Design Banner Exbu Islamabad 2018 rev2

INTRODUCTION:

At the 2015 United Nations General Assembly, 193 UN member states unanimously adopted the 2030 Agenda for Sustainable Development, a global development agenda that lays out 17 Sustainable Development Goals (SDGs) to be achieved by 2030. The SDGs, which came into effect in January 2016, are a universal set of goals, targets, and indicators that set out quantitative objectives across the social, economic, and environmental dimensions of sustainable development by addressing critical sustainability issues such as poverty, climate change, inequality, economic development, and ecosystem protection. SDG 11 calls for ‘making cities and human settlements inclusive, safe, resilient and sustainable’ one of the 17 SDGs.

When the MDGs (Millennium Development Goals) was introduced in 2000, the development agenda relied heavily on national government involvement. The implementation modalities were primarily top-down and little role was left for local government. From implementing the Millennium Development Goals (MDGs), we gained insights into evidence-based solutions for SDG localisation.  Five drivers of transformational change stand out: (i) sensitisation and engagement of local actors, (ii) accountability mechanisms, (iii) participatory planning and service delivery, (iv) local economic development, and last but not least, (v) partnerships. (Mr. Achim Steiner, UNDP, 2017).  Local governments are critical in turning Agenda 2030 from a global vision into a local reality and local communities and stakeholders, who know individual and collective needs and capacities best, are critical partners in implementing and realising our global accord.

According to the UN, Localisation denotes the “process of defining; implementing; and monitoring strategies at the local level for achievable global, national and subnational sustainable goals and targets.” Meanwhile, United Cities and Local Governments (UCLG) in its 2016-2022 Strategic Priorities states that “Localisation” is not parachuting the global goals into local contexts, but it is implementing local agendas in cities and territories to reach local and global goals. Localization is a political process based on harnessing local opportunities, priorities, and ideas.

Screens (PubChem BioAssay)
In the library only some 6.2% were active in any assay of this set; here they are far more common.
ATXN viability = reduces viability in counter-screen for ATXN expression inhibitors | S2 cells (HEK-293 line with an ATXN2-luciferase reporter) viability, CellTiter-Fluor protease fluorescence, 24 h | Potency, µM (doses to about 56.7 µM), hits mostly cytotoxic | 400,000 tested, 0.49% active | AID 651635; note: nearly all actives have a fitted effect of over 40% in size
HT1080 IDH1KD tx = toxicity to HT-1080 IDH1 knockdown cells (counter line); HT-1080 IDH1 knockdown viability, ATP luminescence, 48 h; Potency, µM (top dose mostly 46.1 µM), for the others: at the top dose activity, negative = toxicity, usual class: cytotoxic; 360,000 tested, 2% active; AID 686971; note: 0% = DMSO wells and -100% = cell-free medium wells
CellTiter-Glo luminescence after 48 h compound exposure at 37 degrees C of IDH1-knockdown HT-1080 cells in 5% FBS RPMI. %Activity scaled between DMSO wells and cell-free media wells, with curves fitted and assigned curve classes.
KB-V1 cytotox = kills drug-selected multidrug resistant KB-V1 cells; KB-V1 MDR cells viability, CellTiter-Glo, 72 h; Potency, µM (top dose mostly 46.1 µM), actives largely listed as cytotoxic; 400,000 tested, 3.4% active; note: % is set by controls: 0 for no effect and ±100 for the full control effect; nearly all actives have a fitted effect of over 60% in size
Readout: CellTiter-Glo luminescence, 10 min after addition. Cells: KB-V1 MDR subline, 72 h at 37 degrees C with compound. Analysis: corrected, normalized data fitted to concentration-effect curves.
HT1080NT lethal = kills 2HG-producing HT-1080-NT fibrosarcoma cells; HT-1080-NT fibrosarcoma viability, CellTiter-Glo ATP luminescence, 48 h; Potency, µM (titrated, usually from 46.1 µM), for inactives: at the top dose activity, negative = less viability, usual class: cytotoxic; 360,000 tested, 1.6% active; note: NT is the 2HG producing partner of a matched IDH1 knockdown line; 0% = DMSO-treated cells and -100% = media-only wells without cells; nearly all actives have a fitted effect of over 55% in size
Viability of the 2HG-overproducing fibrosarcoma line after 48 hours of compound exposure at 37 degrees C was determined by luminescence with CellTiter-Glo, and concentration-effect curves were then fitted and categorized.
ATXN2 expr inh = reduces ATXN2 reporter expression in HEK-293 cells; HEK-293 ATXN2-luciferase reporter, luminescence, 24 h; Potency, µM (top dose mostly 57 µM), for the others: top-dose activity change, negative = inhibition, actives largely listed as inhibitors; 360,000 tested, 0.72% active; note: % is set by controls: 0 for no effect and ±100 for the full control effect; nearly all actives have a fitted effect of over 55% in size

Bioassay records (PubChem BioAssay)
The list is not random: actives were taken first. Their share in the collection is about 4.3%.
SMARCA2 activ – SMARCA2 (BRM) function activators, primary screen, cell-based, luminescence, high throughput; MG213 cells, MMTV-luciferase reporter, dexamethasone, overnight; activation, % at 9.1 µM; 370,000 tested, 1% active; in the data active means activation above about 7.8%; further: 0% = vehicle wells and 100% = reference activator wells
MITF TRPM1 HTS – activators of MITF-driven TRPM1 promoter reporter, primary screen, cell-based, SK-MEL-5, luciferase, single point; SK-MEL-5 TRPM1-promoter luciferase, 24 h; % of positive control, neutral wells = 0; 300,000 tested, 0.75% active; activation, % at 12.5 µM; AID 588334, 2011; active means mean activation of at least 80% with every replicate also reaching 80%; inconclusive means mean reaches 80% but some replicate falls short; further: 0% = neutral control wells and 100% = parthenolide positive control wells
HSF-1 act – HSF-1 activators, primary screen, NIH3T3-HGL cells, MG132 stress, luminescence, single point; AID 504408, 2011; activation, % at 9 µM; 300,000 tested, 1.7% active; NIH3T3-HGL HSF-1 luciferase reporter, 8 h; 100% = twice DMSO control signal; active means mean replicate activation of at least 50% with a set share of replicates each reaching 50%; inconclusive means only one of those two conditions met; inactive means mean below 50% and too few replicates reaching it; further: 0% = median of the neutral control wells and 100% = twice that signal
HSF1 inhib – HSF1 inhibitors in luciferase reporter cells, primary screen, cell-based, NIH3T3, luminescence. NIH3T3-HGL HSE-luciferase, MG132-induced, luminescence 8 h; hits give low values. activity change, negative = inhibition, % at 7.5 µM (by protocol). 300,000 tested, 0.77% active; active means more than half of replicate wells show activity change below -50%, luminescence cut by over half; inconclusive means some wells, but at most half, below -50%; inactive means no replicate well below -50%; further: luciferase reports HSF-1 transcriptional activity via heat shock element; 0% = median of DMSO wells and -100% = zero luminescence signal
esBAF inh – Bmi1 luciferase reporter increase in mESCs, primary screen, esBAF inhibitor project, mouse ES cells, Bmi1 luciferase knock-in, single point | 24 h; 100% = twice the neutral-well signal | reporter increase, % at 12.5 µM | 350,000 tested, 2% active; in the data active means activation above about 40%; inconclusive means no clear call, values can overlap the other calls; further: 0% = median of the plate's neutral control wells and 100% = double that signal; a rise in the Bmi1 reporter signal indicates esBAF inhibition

There is a firm belief that the issue of localisation has to be extended beyond national, provincial/state/regional implementation and there is need for more focus on how the 2030 agenda will be implemented locally and the implications for the local level governments in this regard.

Localisation refers to the process of adapting, implementing, and monitoring the SDGs at the local level while ensuring we leave no one and no place behind.  When we talk about localising the SDGs, it seems to be a simple task: translating the goals for the local level to implement them in the local system. However, in practice, it is not that easy.  Local governments sometimes face several major challenges that are likely to have an impact in formulating the intervention plans on the Localisation of the SDGs globally, more so in developing countries.

To highlight and discuss challenges that local government face for Localisation of SDGs, an international conference on “Think Globally, Act LocallySDGs Implementation through Local Governments” will be taking place within the framework of 2018 UCLG ASPAC Executive Bureau from 10-12 April 2018 in Islamabad, Pakistan.

Essentially, the conference, that will gather local government leaders, representatives and other stakeholders, aims to highlight and discuss the challenges faced by the local governments for localisation of SDGs and also to share exemplary practices, experiences in addressing such challenges regionally and worldwide. The identified prominent experts will provide advice and guidance that will focus on policy, technical approaches and measures to address the challenges for implementation of SDGs at local level for a sustainable development.

OBJECTIVES:

  • To inculcate relevant goals and targets of SDGs to the role of local government in localisation of SDGs.
  • To highlight issues for localisation and implementation of SDGs and the improvement of mechanisms through exemplary practices of the local governments.
  • To provide opportunities to the local governments representatives to develop partnerships on shared problems and create networks to exchange expertise to achieve the global goals through sustainable actions.

OUTCOMES:

  • The conference will provide a constructive environment to link the global goals to the local level of implementation. Best practices and the facilitation of cooperation linked to real examples on the ground will provide an inspiration for all participants to replicate success models, avoid mistakes and foster a common understanding within the community of local representatives.

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